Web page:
How to Transfer a Photo to Wood

In anticipation of getting my wedding photos back from our photographer I've been dreaming up creative ways to display some of our photos around the house. I've always wanted to try transferring a photo to wood so I looked up a few tutorials online to see how it's done. I learned pretty quickly that not every tutorial out there will result in a beautiful transfer. But what I learned I'm happy to share with you!How to get a photo to transfer onto woodThis project is part of our collaboration with Canon USA. We used a MG6320 printer to create this transfer. Among the many tutorials I researched the one I found most useful was from C. MonckHow to transfer a photo onto woodIn the video above you can watch me make the wood transfer pictured here from start to finish. Here are the instructions along with additional tips and a few peeks into the numerous failed attempts:Supplies to make a wood transferSupplies needed: Shipping label sheets (I used these), Krylon clear sealer, Elmer's glue, Liquitex matte gel (medium), small sponges. Not pictured: ink jet printer, paint roller (or rolling pin), 8x10 inch untreated wood (lighter colored wood is preferred). 

Note: If you do plan to use a photo you didn't take yourself (like a wedding photo) be sure you have the photographers permission.How to make a wood transfer with elmers glue1.) Remove and discard the labels. You only want the backing paper. 2.) Spray on a thin coat of the Krylon clear sealer and allow to dry. 3.) Use a small sponge to apply a thin layer of Elmer's glue to the paper. Allow this to fully dry.Best way to make a wood transfer using an ink jet printer image4.) Print your photo onto the paper, on the side with the dried glue. Be careful not to smear the image once it has been printed. 5.) Use a small sponge to apply a thin coat of Liquitex to the wood. While it is still wet apply your photo, image side down, to the wood. Use a roller to flatten the paper onto the wood. Allow this to dry for 1 hour. 6.) Carefully peel back the paper from the transfer and seal with another thin coat of Krylon clear sealer. Once that dries you could add another coat of sealer, like Mod Podge.Wood transfer DIYNow you are ready to display your transfer in your home. I just love the rustic look of wood. :)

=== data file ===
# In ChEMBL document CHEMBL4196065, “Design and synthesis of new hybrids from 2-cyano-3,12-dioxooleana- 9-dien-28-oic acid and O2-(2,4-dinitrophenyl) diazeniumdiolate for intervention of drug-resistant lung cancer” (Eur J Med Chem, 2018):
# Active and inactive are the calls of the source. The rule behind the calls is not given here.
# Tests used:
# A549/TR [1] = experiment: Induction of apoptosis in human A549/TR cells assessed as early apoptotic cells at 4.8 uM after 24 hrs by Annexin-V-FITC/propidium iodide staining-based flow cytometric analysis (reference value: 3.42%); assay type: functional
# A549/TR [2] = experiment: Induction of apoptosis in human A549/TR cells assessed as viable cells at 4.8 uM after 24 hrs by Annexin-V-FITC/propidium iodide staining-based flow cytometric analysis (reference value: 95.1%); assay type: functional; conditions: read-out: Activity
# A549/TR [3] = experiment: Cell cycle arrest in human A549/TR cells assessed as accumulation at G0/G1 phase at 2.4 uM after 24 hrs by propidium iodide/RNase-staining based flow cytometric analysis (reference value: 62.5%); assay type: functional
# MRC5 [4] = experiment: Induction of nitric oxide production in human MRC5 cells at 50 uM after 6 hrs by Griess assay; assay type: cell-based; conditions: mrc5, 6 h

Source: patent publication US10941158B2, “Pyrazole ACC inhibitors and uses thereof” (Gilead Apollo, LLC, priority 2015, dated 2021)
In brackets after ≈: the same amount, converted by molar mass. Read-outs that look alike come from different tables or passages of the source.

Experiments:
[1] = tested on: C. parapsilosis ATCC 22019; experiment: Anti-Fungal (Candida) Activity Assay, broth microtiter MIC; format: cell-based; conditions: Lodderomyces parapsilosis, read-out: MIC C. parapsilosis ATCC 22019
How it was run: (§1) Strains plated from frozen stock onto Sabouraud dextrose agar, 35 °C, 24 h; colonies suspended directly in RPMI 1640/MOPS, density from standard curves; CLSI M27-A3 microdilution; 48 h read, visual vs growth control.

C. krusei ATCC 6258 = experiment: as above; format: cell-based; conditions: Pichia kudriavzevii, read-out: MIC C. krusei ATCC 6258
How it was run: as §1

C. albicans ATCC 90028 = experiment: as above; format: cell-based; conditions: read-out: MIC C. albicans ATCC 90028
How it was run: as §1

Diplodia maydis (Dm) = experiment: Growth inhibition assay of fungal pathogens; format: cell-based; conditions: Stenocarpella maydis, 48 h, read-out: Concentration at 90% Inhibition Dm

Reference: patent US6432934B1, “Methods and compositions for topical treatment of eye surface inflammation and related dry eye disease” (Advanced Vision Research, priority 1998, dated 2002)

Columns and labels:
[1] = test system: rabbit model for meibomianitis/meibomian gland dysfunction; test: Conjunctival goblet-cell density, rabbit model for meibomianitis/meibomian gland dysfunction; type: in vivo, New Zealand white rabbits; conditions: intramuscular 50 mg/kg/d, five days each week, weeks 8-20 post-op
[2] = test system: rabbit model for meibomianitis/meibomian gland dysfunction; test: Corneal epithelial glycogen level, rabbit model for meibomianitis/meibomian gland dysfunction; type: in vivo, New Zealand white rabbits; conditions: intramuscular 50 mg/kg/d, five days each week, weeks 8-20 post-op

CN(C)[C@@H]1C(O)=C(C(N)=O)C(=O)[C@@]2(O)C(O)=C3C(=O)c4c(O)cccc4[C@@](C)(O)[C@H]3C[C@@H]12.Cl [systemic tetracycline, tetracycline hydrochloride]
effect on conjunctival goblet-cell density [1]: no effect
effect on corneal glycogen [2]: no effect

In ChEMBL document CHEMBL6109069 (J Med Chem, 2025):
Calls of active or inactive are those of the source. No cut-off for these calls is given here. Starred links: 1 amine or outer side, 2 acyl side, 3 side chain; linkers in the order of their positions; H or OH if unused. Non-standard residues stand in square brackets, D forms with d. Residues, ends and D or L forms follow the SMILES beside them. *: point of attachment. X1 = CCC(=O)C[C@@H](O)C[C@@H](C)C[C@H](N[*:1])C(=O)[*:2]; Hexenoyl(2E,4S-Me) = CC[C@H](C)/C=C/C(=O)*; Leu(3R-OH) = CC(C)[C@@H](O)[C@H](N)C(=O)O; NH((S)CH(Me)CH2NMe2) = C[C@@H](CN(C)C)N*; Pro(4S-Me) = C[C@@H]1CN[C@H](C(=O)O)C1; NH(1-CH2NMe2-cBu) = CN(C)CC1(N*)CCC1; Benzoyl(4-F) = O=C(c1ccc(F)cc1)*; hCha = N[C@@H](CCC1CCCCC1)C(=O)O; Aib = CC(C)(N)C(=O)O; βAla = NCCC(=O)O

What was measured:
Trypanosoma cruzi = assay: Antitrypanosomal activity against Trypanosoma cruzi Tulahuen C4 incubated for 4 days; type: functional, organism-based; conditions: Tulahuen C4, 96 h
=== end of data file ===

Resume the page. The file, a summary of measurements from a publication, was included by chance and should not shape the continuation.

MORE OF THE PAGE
I bet you want to see the failed attempts huh? Yeah, I would too. Here they are along with what I learned and any additional tips that might help you if you are planning to make your own wood transfer.Trouble shooting wood transfers using ink jet printersThis one... kind of transfered. Sort of. It's very faint as you can see and also quite a mess to work with as you try to remove the paper. The tutorial I followed for this attempt was very similar to the one above except that it didn't use clear sealer and it suggested using Mod Podge instead of Liquitex. In my opinion the Liquitex, although a little more expensive than Mod Podge, was well worth the investment.What to do if your wood transfer has streaksOh dear. This attempt was done doing the exact technique taught above, except that instead of using a sponge to apply the Elmer's glue I used a paint brush. For me, the paint brush left a lot of streaks and uneven coverage. I recommend using a sponge. Sponge for the win!What to do if your wood transfer has bubblesThis one is pretty good, huh? Not too bad. The main issue here was that there was some bubbling in the paper, and it showed in the transferred image (in the area below our hands). This is why it's important to use a mini paint roller or rolling pin to help flatten down the paper onto the wood as the image transfers over. Say no to bubbles. 

If you have any additional questions let us know. Or if you have also completed a wood transfer project before and have any tips you'd like to share feel free. :) Thanks! xo. Emma

Wedding photo by: Arrow & Apple

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